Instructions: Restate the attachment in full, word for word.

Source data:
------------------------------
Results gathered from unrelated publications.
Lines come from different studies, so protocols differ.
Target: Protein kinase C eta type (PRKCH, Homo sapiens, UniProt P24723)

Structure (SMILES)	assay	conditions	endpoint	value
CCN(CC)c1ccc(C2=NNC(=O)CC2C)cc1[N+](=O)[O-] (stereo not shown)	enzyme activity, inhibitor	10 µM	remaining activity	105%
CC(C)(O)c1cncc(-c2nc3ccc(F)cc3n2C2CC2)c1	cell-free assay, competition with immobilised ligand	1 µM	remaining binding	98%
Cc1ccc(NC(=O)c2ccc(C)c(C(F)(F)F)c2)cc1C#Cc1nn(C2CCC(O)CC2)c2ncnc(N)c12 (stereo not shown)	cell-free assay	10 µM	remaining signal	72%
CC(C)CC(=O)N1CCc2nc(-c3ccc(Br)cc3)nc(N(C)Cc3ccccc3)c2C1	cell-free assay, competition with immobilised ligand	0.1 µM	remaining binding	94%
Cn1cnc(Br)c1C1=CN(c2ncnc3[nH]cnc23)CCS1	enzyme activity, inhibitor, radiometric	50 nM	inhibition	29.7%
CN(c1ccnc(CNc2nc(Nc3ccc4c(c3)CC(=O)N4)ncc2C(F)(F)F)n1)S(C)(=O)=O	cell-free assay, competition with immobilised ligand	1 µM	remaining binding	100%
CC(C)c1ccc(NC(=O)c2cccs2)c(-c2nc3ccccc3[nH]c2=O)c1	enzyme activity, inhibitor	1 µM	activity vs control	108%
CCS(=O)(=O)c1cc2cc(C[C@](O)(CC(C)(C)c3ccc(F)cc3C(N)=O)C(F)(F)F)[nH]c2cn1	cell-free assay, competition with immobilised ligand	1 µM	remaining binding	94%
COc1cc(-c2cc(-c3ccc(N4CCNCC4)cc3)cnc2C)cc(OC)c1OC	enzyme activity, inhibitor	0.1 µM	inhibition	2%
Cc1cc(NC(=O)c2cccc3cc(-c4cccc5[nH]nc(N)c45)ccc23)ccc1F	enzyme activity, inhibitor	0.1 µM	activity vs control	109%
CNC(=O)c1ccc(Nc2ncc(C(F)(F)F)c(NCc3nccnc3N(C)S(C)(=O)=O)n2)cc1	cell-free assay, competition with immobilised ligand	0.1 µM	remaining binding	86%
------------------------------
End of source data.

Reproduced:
Results gathered from unrelated publications.
Lines come from different studies, so protocols differ.
Target: Protein kinase C eta type (PRKCH, Homo sapiens, UniProt P24723)

Structure (SMILES)	assay	conditions	endpoint	value
CCN(CC)c1ccc(C2=NNC(=O)CC2C)cc1[N+](=O)[O-] (stereo not shown)	enzyme activity, inhibitor	10 µM	remaining activity	105%
CC(C)(O)c1cncc(-c2nc3ccc(F)cc3n2C2CC2)c1	cell-free assay, competition with immobilised ligand	1 µM	remaining binding	98%
Cc1ccc(NC(=O)c2ccc(C)c(C(F)(F)F)c2)cc1C#Cc1nn(C2CCC(O)CC2)c2ncnc(N)c12 (stereo not shown)	cell-free assay	10 µM	remaining signal	72%
CC(C)CC(=O)N1CCc2nc(-c3ccc(Br)cc3)nc(N(C)Cc3ccccc3)c2C1	cell-free assay, competition with immobilised ligand	0.1 µM	remaining binding	94%
Cn1cnc(Br)c1C1=CN(c2ncnc3[nH]cnc23)CCS1	enzyme activity, inhibitor, radiometric	50 nM	inhibition	29.7%
CN(c1ccnc(CNc2nc(Nc3ccc4c(c3)CC(=O)N4)ncc2C(F)(F)F)n1)S(C)(=O)=O	cell-free assay, competition with immobilised ligand	1 µM	remaining binding	100%
CC(C)c1ccc(NC(=O)c2cccs2)c(-c2nc3ccccc3[nH]c2=O)c1	enzyme activity, inhibitor	1 µM	activity vs control	108%
CCS(=O)(=O)c1cc2cc(C[C@](O)(CC(C)(C)c3ccc(F)cc3C(N)=O)C(F)(F)F)[nH]c2cn1	cell-free assay, competition with immobilised ligand	1 µM	remaining binding	94%
COc1cc(-c2cc(-c3ccc(N4CCNCC4)cc3)cnc2C)cc(OC)c1OC	enzyme activity, inhibitor	0.1 µM	inhibition	2%
Cc1cc(NC(=O)c2cccc3cc(-c4cccc5[nH]nc(N)c45)ccc23)ccc1F	enzyme activity, inhibitor	0.1 µM	activity vs control	109%
CNC(=O)c1ccc(Nc2ncc(C(F)(F)F)c(NCc3nccnc3N(C)S(C)(=O)=O)n2)cc1	cell-free assay, competition with immobilised ligand	0.1 µM	remaining binding	86%